Well, there are two goals you got to distinguish. One is getting people who are already infected on to treatment. Now, that involves a certain level of resources, obviously. You got to be able to afford the drugs. But more importantly often, you got to be able to have some sort of health infrastructure to get people monitored. Put them on the drugs and then watch the drugs are affecting them, because these are pretty strong drugs that have nasty side effects. There is a quite horrific story that is always a warning, which is in Mozambique, which has a major epidemic, 100,000 people were put on treatments in one year. That sounds very impressive except at the end of the year, 40,000 of them had vanished. No one knew where they were. There wasn't follow-up possible.

You're talking about poor countries, you're quite right, poor countries where the health infrastructure doesn't exist. Now when you come into prevention, it's quite different, because prevention doesn't necessarily demand a huge amount of resources. What it demands is a lot of honesty and a willingness to talk openly about behaviours that most governments are very uncomfortable with, namely, sex and shooting up with needles.

And when you go to a country like Papua New Guinea, going back to our neighbourhood, you have people who are doing extraordinarily good work in trying to explain to people what the dangers of unprotected sex are. At the same time, you have quite crazy evangelical clergy in Papua New Guinea who are telling people that AIDS is God's wrath and if you have sex, this is your punishment. And it's getting through that that is the real problem. It's not so much about resources but political will.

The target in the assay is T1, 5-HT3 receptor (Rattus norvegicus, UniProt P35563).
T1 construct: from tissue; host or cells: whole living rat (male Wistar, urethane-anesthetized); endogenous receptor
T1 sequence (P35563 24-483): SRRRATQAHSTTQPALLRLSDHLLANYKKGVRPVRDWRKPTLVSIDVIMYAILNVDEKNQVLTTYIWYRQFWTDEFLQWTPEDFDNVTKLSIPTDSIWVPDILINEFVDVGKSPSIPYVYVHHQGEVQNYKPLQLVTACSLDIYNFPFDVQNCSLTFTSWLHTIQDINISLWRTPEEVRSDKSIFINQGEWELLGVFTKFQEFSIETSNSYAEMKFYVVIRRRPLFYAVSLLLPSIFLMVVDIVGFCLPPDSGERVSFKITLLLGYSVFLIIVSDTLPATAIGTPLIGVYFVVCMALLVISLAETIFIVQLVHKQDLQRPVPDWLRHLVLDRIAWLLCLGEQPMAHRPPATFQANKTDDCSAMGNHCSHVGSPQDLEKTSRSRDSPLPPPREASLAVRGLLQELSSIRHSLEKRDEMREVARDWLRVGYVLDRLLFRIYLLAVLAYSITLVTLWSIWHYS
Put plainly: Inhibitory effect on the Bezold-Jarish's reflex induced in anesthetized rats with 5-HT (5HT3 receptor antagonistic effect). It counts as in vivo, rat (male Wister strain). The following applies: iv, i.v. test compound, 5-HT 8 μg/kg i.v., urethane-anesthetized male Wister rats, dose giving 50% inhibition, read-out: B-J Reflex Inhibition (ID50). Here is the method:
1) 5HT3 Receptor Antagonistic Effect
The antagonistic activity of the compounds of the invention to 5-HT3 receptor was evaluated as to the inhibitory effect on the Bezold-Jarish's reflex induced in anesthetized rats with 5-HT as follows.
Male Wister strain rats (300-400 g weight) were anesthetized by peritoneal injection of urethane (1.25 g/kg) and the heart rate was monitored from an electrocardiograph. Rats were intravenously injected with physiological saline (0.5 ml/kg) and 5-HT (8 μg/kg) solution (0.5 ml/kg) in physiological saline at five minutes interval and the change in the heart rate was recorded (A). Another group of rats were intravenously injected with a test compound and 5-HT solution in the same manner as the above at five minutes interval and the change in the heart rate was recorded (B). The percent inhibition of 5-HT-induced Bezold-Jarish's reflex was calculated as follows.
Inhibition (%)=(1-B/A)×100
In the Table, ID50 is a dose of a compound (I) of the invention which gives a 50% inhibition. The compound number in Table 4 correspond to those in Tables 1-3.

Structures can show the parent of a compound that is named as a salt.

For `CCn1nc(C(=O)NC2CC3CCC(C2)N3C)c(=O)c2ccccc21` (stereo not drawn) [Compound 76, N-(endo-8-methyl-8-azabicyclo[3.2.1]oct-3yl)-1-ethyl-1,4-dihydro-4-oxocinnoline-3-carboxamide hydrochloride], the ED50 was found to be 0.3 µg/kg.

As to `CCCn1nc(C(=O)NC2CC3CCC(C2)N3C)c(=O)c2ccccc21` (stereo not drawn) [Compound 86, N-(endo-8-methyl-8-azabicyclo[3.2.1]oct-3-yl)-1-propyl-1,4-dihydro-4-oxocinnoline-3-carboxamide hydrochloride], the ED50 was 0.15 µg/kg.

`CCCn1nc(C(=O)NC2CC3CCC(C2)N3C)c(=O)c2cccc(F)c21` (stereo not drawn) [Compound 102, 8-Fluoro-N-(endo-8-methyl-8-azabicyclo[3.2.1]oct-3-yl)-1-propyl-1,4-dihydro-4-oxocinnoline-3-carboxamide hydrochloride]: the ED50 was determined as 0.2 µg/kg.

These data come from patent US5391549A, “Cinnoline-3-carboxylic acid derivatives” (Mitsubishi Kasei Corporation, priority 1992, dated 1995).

Matt Smith:

Is that sort of thing going to be reversed easily? Is it a Millennium Development Goal that is being given sufficient attention?

Professor Dennis Altman:

It is given a huge amount of attention for the first, I guess we could now say, first decade of the century seeing we're now in the second decade, for a couple of reasons. One of which was a lot of very effective mobilizations and advocacy by AIDS organizations, particularly in some of the poor countries like South Africa and Brazil. And Brazil actually is a great model of what to do right. South Africa is a model of what to do wrong, until recently.

But the other thing which a lot of people find a bit disconcerting when it's pointed out to them is the leadership of President George W. Bush. This is one of the few areas where I would actually say for all the things that the Americans were pushing that I'm uncomfortable with around prevention, in terms of getting people onto treatments, The Bush administration actually did make a huge difference in a number of parts in the world. And for a period, there did seem to be an international commitment to this goal, which also includes dealing with tuberculosis and malaria. So the global fund to combat AIDS, tuberculosis and malaria was established. A lot of money went into that fund, primarily, American money both public and private from people like the Gates Foundation.

As we enter the second decade, I think there's a declining willingness to put those resources in partly because it's getting more and more expensive. The problem with HIV treatment is that it's not a one-off shot, it's not like you put someone in a course of antibiotics and that's it. You actually have to put people on drugs for life, and you have to monitor them. That's a very expensive undertaking. Of course, it gets more expensive the more people you put on treatments. And there is not an open-ended checkbook. And the Obama administration is showing signs of being less supportive of that approach. Possibly more supportive than the Bush administration were of sensible prevention methods. But that, I think, still remains to be seen.

Matt Smith:

There's also a, when I say it, it's going to sound easier than it actually is, the option of trying to find a cure and approaching it from that method.

Professor Dennis Altman: